The Dome of the Rock is an ancient Muslim shrine. Christians often make a pilgrimage to the Church of the Holy Sepulchre, also in Jerusalem. The Wailing Wall, remains of the Temple destroyed by the Romans in 70 BC, is a holy place for the Jews.

There is a separate section of the wall for men and women. People often write their prayers on pieces of paper and slide them into cracks between the stones.

The Jewish New Year, called Rosh Hashana, falls in September or October. Jews attend synagogue for two days and listen to Torah readings. The ten days following Rosh Hashana are known as the Dread Days, a period of reflection and penance. This culminates in Yom Kippur, the Day of Atonement, and the holiest day of the year.

Jews fast from evening to evening and attend synagogue, where they repent of their sins and ask God to be inscribed in the Book of Life for another year. Sukkot, the harvest festival, is later in the fall. Hanukkah, which falls in December, is an eight-day holiday that celebrates the victory of the Maccabees over the Greeks in AD 165.

Purim, in the spring, celebrates the cunning of Queen Esther, Haman, who wanted to kill the Jewish people. Celebrated later in the spring, Passover commemorates the Jewish liberation from slavery in Egypt.

The bar mitzvah (for boys) or bat mitzvah (for girls) is an important coming-of-age ceremony in Judaism. Children study for years to prepare for the event that occurs when they turn thirteen. They are called to read the Torah before the congregation; the service is followed by a feast with food and dancing.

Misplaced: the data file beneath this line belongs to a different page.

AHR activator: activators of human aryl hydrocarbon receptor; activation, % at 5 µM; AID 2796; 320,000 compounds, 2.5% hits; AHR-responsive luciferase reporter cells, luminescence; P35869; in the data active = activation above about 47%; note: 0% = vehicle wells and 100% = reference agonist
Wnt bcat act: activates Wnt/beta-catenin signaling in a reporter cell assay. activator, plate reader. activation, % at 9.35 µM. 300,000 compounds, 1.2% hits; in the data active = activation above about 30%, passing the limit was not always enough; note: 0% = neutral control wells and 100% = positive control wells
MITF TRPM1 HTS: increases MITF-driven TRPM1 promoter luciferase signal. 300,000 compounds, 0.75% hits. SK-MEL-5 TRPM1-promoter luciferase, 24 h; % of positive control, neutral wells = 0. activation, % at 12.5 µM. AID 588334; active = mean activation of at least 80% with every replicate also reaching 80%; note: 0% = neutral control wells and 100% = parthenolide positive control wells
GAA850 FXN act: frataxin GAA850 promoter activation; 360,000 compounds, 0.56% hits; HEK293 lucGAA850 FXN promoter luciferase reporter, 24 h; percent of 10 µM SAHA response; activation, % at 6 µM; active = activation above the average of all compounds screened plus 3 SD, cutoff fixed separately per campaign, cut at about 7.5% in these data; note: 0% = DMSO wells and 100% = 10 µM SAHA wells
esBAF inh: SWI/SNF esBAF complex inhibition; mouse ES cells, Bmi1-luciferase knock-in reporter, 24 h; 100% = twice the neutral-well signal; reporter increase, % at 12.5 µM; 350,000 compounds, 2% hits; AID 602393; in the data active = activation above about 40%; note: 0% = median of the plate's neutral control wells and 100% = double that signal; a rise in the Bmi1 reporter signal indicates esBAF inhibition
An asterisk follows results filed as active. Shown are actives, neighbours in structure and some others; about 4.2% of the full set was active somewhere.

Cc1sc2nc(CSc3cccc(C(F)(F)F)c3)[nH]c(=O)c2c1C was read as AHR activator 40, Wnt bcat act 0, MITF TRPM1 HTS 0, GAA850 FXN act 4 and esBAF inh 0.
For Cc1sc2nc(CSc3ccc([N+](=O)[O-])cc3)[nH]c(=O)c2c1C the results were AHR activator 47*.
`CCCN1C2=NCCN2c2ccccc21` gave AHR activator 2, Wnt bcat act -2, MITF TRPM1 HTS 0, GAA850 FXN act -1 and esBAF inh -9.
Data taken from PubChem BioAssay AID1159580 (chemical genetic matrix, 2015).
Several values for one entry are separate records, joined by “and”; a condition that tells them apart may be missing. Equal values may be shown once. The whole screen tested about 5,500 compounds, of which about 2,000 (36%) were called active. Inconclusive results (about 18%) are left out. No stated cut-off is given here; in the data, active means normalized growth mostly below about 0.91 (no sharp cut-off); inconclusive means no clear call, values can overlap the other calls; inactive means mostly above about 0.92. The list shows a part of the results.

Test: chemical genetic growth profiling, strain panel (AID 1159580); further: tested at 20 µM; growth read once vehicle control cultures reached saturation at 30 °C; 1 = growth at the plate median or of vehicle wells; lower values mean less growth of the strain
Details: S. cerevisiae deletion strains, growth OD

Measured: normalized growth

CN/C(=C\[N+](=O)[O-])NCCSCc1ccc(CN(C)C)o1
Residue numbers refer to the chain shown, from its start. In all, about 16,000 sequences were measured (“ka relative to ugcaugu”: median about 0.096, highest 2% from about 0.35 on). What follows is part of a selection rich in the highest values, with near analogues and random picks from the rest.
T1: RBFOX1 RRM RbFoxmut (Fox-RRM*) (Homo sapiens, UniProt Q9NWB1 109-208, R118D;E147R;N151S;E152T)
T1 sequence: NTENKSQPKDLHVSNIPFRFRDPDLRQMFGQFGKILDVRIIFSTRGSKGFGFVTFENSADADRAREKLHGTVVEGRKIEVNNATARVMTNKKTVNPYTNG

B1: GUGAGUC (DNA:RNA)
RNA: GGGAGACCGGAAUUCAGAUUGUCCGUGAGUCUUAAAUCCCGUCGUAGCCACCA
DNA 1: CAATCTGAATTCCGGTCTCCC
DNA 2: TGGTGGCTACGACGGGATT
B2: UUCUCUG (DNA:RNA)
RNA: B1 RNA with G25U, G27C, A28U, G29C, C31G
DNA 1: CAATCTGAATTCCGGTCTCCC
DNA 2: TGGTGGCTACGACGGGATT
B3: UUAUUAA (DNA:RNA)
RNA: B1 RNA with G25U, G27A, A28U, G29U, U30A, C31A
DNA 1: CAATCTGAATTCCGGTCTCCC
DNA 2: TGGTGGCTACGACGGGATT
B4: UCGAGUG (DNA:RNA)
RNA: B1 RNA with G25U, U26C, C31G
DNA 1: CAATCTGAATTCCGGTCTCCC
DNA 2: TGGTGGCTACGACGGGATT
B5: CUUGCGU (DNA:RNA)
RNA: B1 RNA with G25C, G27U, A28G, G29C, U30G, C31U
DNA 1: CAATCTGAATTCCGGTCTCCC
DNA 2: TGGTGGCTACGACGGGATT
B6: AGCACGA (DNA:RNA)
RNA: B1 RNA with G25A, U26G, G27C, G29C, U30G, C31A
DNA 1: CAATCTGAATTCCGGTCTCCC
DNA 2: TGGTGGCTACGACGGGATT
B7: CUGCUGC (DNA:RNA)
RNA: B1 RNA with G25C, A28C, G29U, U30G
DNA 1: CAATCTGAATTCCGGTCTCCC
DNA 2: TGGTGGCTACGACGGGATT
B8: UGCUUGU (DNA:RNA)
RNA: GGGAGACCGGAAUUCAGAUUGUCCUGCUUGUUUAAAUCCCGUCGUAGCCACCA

Death and the afterlife

Judaism focuses more on the here and now than on the concept of life after death. Death is followed by a seven-day period of mourning, a process called sitting shiva, during which friends and relatives visit the deceased’s family and bring food. Mourners dress in black, sit on low stools and recite prayers.

Another traditional practice is for mourners to tear their clothes; nowadays they usually only tear the lapel of their shirts. When visiting a Jewish cemetery, it is customary to place a stone on the tombstone in memory of the deceased.

Secular celebrations

The more secular Israeli holidays are noted here, but virtually all celebrations and commemorative occasions have some religious significance.

The dates of these holidays vary from year to year, because the Jewish calendar does not correspond to the Gregorian: Holocaust Remembrance Day, April/May; Memorial Day, April/May; Independence Day, April/May; Jerusalem Day, May/June; National Day (Palestinian), November.

The arts and humanities

Arts support

The government founded the Ariel magazine to promote literary endeavors. The publication now also has a web page. There is a national theater company, Habima, as well as dance companies, a national orchestra, and museums and galleries, including the Tel Aviv Museum of Contemporary Art and the Israel Museum in Jerusalem.